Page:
Have you been skiing or snowboarding in Germany?  Tell us in the comments where your favorite locations have been and why!

 

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LeAnna

Author and Creator at Economical Excursionists
Former teacher turned blogger turned mom turned full time travel addict, LeAnna has never been one to live life by the rules. Whether she is moving to a farm in Switzerland to learn to make cheese (Yes, CHEESE), jumping off a mountain to paraglide over Cinderella castles, or taking her baby all over the world with nothing but a backpack on their backs, LeAnna designs and defines her OWN life. LeAnna, her husband Andy, and kiddo, "Lil B" love to live a minimal lifestyle, not only for the "thrill" of pinching pennies but in order to save for traveling the world. Considering over 40 countries and 90+ cities have been explored, we'd say they are doing something right!

About LeAnna

Former teacher turned blogger turned mom turned full time travel addict, LeAnna has never been one to live life by the rules. Whether she is moving to a farm in Switzerland to learn to make cheese (Yes, CHEESE), jumping off a mountain to paraglide over Cinderella castles, or taking her baby all over the world with nothing but a backpack on their backs, LeAnna designs and defines her OWN life. LeAnna, her husband Andy, and kiddo, "Lil B" love to live a minimal lifestyle, not only for the "thrill" of pinching pennies but in order to save for traveling the world. Considering over 40 countries and 90+ cities have been explored, we'd say they are doing something right!

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19 thoughts on “Where to Ski in Germany

  • Sabrina

    Just like you, I come frome the sea, so I’ m not much into skiing 🙂 but I really love Germany and can’t believe I hadn’t found your blog before! I’ve just seen so many post titles about things I looked for before my last trips to Germany! I’ll go and read right now! What do you think is the most diverting and interesting skiing aspect for beginners? How would you persuade e non-skier to try?

  • Betsy Wuebker | PassingThru

    I’d heard Bavaria has some marvelous areas for down-hilling, but as a non-skier, I was interested in the other activities you recommended in this post. If you know where to ski in Germany, you know where the gorgeous winter scenery is, too. 🙂

    • LeAnna Post author

      Bavaria isn’t exactly known for it’s huge Alpine region, but it is perfect for beginners…which is exactly what I was (and still consider myself) when we moved here and I agree….it’s BEAUTIFUL!

  • Kim-Ling

    Good suggestions! I’ve tried skiing and snowboarding and failed miserably at them both! Haha Guy, on the other hand, might like to add some of these places to his snowboarding itinerary 🙂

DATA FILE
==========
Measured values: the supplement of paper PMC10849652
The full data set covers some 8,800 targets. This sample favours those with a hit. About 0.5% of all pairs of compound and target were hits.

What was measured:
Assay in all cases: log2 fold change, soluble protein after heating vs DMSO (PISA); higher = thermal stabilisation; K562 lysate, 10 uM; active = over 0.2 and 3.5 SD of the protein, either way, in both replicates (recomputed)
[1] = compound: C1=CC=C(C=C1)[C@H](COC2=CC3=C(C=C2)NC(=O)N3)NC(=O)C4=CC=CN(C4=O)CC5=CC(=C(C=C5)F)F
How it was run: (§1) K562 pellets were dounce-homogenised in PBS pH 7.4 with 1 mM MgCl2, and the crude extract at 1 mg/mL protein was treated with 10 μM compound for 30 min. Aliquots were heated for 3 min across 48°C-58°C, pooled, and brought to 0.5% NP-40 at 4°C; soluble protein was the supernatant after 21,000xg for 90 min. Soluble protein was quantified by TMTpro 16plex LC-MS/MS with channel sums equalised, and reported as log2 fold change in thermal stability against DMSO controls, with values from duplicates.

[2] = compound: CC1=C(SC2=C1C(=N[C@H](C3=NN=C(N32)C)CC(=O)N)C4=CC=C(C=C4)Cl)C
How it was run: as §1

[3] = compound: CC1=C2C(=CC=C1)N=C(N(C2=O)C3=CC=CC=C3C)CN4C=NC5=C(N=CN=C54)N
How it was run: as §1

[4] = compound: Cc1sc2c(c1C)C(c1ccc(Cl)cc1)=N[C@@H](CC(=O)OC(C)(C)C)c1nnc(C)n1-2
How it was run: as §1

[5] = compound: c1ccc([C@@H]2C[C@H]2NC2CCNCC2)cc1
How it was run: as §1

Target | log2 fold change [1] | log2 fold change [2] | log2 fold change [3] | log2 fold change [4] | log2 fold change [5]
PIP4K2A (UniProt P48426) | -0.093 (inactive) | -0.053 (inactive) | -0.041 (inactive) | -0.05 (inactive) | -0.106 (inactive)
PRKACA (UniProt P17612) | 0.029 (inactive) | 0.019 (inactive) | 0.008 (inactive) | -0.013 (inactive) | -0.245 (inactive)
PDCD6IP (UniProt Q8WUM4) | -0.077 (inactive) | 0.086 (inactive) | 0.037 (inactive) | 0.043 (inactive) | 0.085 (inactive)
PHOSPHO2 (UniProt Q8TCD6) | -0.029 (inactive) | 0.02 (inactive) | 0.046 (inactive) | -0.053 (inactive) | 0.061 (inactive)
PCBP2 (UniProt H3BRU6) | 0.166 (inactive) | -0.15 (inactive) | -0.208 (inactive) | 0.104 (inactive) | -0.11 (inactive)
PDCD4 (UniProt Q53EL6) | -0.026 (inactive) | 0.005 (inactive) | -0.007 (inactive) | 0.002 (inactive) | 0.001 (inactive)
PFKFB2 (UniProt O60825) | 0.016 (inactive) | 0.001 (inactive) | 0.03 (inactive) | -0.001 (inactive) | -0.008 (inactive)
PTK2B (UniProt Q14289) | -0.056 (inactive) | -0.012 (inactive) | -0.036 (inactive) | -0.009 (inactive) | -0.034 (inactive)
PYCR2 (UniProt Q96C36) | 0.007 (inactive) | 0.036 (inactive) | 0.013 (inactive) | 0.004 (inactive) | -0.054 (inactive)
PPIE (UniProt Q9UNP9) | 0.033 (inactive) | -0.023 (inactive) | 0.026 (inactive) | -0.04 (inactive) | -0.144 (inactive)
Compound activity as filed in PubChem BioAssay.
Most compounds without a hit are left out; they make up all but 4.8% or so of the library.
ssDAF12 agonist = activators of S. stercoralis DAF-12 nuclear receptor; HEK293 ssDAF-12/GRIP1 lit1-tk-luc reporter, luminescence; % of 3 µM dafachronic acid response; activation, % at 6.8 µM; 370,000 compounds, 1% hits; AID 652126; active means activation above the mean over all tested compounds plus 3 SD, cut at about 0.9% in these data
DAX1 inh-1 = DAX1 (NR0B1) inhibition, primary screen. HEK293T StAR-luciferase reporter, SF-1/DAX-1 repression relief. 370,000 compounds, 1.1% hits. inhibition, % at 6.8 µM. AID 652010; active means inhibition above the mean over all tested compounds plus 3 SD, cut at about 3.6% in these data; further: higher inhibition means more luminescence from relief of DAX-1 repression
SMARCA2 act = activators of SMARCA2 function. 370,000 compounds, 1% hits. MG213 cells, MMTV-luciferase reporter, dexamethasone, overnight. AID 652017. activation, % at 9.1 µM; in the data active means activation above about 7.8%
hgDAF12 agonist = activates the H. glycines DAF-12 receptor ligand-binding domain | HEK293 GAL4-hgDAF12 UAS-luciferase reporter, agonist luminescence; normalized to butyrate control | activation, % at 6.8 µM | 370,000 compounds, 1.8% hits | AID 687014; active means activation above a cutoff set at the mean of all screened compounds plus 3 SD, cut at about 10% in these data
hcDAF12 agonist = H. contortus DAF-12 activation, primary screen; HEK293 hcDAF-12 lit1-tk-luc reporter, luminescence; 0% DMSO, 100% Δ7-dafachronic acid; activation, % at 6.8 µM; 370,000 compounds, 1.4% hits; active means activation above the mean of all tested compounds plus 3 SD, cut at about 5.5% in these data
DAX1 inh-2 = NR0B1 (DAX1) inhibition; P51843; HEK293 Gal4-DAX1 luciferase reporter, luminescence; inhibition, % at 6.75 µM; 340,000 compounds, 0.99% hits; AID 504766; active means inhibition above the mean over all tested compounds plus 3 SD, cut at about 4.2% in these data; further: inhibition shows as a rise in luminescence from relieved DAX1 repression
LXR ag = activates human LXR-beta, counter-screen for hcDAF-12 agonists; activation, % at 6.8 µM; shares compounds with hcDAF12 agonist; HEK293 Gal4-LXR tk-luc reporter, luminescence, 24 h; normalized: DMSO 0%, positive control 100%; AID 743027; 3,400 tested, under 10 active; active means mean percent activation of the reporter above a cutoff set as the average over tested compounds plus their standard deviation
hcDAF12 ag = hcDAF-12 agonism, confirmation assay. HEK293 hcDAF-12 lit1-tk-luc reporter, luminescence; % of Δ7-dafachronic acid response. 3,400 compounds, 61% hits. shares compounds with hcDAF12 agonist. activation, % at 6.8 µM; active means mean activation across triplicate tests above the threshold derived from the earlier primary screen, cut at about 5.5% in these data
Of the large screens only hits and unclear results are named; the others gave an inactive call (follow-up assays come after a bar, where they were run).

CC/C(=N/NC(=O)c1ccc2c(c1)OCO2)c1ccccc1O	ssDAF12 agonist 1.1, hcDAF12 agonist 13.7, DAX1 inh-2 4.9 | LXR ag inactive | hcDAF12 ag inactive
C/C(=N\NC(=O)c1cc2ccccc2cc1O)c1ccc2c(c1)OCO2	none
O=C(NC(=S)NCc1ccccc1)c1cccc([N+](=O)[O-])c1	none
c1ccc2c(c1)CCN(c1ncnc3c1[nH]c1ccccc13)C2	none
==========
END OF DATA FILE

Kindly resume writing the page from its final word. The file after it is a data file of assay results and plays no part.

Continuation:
• sabrina barbante

    Just like you, I come frome the sea, so I’ m not much into skiing 🙂 but I really love Germany and can’t believe I hadn’t found your blog before! I’ve just seen so many post titles about things I looked for before my last trips to Germany! I’ll go and read right now! What do you think is the most diverting and interesting skiing aspect for beginners? How would you persuade e non-skier to try?

    • LeAnna Post author

      I was a non-skier before moving here (simply because there are no mountains in Nebraska!). If you are near the ocean, do you like to Dive? I have heard people who Dive also love to Ski (same type of adrenaline rush maybe?)

    • LeAnna Post author

      Haha! It’s funny because when I fall (which is quite frequently) people rarely ask in German if I need help, they automatically go to English….after all, what German adult wouldn’t know how to ski, right 😉 (Is probably what they are thinking!)

  • Jenna

    Lots of great suggestions! Sankt Johann sounds like a good spot–I like when places have a diverse range of trails–nice that not everyone has to be on the same level! We’ve been skiing quite a bit recently, but never in Germany, would be fun to try there sometime!

  • Mar

    So true right, nobody thinks about Germany as a ski destination yet the Alps and Switzerland or france usually are the most obvious that come to mind but Germany probably is a better and way more affordable option – Switzerland is a bit crazy in terms of costs

    • LeAnna Post author

      I HATE winter and cold, too! However, if I’m going to be in a place that has snow, I at least want to use it! Being pregnant this year, I’ve just despised the snow every time it comes down 😉

    • LeAnna Post author

      I agree! We are from Nebraska, so while there is PLENTY of snow, there are no great mountains! I didn’t “learn” (I am still horrible!) until moving to Germany several years ago.